We spoke to Melinda Cooper about her role as ARC’s Senior Clinic-Based Occupational Therapist.
- Other than being a hands-on Occupational Therapist, what other projects are you involved with at ARC?
I am a fully clinic-based OT where I see clients for outpatient therapy. My work is mostly in the areas of cognitive rehabilitation and upper limb rehabilitation and I have worked closely with some of my other OT colleagues to set up and expand this service so that we are able to provide an intensive rehabilitation program for our clients. We have access to some fantastic technology in the ARC clinic, such as the Amadeo, which is a robotic and sensor-based rehabilitation device for the hand; the Pablo, which is a motion sensor motor trainer; and the Myro which is an interactive therapy surface. These devices are wonderful tools for me to use to complement more traditional upper limb therapy methods with my clients and I have been involved in training other members of staff in their use.
I have also been heavily involved in further developing the cognitive rehabilitation program at ARC, including the use of standardised assessment tools and the use of online cognitive rehabilitation programs. I have worked with our exercise physiologists in tailoring cognitive exercises for use with a “Brain Fit” program and look forward to being more involved in this in the future.
- Most OT’s love what they do, but what is it that gives you deep satisfaction with your career choice?
I have always found my job as a neuro OT to be very rewarding. I love seeing improvement in my clients and nothing tickles my heart more than when one of my clients achieves a goal that they have set and worked hard towards. I work with clients who have had life-changing diagnoses who are often in a very vulnerable place in their life; so to be able to provide them with the tools to make positive changes and to see them feel more empowered is very satisfying and rewarding. I am very lucky in that I really do love my job!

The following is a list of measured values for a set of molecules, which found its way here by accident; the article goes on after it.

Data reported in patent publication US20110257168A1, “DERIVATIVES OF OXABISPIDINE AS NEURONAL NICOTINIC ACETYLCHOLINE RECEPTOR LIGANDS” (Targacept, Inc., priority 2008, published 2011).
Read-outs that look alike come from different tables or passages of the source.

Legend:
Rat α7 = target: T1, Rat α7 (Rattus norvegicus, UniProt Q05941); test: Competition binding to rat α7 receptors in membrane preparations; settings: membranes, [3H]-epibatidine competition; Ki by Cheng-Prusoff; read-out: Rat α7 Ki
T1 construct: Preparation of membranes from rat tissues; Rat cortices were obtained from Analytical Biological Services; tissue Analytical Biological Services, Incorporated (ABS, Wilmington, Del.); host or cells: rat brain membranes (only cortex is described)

- What has shaped you into the clinician you are today?
I knew from a pretty young age that I wanted to be in a profession where I helped people. Even as a kid, I always wanted to help my mum look after my younger siblings. I have also always loved meeting new people from all walks of life and my role as an OT has definitely allowed me that. I have learnt so much from my clients over the years, and one of the big things I’ve learnt is that every single person is different and should be treated as an individual, not a diagnosis. I always like to keep this in mind when I am meeting a new client and formulating my treatment with them.
I have been very fortunate to have worked in many different settings since becoming an OT. When I was a new graduate, I worked in a public hospital where I was exposed to many different areas of OT and it was during my rotation into the rehabilitation unit; where a good part of my caseload was with people who had suffered strokes; that I developed my love for neuro. It was not long afterwards that I moved to the UK and that was when I really focussed on developing my specialism. I have worked in neuro settings in all stages of care, from the acute hospital wards, rehabilitation units and community. This varied experience has allowed me to develop a well-rounded understanding of the life-long journey that our clients take and helped form the OT that I am today.